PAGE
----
These are my observations as an avid reader of US history and a believer in long-term investment strategy. In that respect one cannnot ignore these developments, but it is unwise to conclude "the sky is falling" because the US seems always to correct excess, sometimes at incredible cost. This should not be an exception with recent events indicating that the cost will be unusually high in terms of damage to civil society and economic well-being. I remain long TSLA.
     
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  11. Lesifass

    Lesifass Member

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    So when Democrats are in control, they use a bipartisan commission and try to draw fair district lines, but when Republicans are in control they try to gerrymander as much as possible in their favour?

    That seems like a losing strategy for Democrats. They should draw lines that favour Democrats as much as possible and hope for someone / something (SCOTUS?) to somehow end gerrymandering once and for all.
     
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  12. jbcarioca

    jbcarioca Active Member

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    Actually California is an outlier, as it always is. As partial proof of that, I was born there:eek:. When Democrats have been in less strong positions than are those of California they have chosen gerrymandering also. Factually, politicians normally act to perpetuate themselves. They are the perfect illustration of Maslow's Hierarchy of Needs; survival comes before all else!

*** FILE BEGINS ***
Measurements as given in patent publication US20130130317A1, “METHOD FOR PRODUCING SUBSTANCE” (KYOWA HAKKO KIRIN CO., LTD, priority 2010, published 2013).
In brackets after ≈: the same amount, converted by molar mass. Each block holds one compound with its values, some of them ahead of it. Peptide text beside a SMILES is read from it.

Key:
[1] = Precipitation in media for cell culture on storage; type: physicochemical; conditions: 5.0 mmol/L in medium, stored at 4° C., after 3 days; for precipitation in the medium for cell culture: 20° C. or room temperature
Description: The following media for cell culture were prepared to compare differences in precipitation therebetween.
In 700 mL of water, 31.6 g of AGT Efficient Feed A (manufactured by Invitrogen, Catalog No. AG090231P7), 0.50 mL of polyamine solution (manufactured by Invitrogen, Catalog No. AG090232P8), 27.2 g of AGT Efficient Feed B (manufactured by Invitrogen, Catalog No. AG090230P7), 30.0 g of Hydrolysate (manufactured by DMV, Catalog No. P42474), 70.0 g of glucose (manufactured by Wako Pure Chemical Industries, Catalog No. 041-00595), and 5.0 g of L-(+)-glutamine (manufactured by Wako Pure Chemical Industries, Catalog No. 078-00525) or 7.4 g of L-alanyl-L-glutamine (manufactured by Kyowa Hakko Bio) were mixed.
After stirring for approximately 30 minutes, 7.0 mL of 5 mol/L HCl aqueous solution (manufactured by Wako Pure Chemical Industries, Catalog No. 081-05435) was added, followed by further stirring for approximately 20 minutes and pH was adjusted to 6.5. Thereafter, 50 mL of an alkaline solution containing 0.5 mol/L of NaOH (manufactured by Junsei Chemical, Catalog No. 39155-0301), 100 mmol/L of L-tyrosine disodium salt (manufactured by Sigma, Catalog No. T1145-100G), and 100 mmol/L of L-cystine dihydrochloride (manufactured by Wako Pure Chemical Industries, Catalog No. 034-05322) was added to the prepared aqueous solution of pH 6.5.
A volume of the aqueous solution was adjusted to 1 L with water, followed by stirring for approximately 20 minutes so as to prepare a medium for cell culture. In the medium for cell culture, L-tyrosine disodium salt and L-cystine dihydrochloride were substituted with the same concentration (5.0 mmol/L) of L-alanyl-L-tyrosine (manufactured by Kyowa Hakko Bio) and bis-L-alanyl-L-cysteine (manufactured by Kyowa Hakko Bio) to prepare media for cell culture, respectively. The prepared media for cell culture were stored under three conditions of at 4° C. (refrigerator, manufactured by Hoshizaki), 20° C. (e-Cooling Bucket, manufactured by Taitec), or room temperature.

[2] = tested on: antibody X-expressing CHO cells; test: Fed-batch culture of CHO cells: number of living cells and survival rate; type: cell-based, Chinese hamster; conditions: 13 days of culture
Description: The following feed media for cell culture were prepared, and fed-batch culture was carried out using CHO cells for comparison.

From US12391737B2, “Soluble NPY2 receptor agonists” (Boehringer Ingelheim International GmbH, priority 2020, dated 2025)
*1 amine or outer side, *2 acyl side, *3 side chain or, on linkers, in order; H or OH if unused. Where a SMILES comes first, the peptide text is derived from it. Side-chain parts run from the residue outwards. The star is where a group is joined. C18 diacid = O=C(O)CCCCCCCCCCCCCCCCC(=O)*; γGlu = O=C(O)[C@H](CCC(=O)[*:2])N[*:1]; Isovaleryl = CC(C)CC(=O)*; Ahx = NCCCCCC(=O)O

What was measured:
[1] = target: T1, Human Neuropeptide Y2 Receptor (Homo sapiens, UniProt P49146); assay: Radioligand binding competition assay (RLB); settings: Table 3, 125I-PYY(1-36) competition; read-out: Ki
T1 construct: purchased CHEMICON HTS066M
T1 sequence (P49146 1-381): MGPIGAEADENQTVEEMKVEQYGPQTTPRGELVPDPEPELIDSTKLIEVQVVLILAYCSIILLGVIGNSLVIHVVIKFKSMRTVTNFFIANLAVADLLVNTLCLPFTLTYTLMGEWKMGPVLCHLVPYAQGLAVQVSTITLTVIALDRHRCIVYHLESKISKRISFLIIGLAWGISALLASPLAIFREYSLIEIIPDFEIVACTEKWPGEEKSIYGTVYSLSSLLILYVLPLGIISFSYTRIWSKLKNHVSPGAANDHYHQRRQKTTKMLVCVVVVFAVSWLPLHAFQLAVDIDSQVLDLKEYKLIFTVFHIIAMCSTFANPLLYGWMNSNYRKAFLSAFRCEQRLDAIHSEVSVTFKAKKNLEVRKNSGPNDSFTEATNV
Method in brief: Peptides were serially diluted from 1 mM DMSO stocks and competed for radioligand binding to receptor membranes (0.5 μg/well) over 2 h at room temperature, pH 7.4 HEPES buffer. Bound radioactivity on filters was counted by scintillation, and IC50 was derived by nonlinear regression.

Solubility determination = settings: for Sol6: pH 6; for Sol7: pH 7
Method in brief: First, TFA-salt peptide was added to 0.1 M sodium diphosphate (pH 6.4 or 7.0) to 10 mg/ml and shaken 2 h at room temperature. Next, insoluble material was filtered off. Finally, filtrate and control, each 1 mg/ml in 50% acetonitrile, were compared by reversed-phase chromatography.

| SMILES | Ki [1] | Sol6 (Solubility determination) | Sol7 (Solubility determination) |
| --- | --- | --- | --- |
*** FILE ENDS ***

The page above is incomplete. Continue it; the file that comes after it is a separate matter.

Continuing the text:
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  13. Nuclear Fusion

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    Yep, the flooding is getting worse, thanks to global warming
     
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  14. Nuclear Fusion

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    I know a heck of a lot about the the psychology of global warming denial.
     
  15. Nuclear Fusion

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    So Republicans (conservatives) are less educated?
    Huge polling research (Vote Compass) found the same thing in Australia
     
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  16. ecarfan

    ecarfan Well-Known Member

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    I think more and more coastal Floridians are gradually becoming aware that their homes and businesses are at risk from rising sea levels, given the many occurrences over the past few years of "king tides" and storms resulting in municipal drainage systems backing up and seawater inundating people's yards and the surface streets. This used to be rare, it no longer is. The Miami city government is concerned about it.

    But denying reality when it does not conform to one's personal biases is something humans are very good at.

    I expect that within a decade it will become obvious that investing in Florida coastal real estate is not a rational economic decision. At that point building values will start to collapse because insurers won't issue flood insurance, which will devastate the economy in Florida.
     
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  17. deonb

    deonb Supporting Member

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    You don't have to go all the way to Australia to find an uneducated Republican...
     
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  18. Nuclear Fusion

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    Yep, that's a great point.

    It's one thing I 'comfort' myself with (& have upset people vocally with) - seaside property is usually owned by rich people who have typically contributed more to global warming. Said property will drop in value thanks to said global warming. Karma of sorts, but not much really in the greater scheme of things.
     
  19. kort677

    kort677 Active Member

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    I have no clue about your "knowledge of the psychology" of the global warming hoax but I do know that you squat about florida
     
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  20. hockeythug

    hockeythug Active Member

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    I see your real agenda.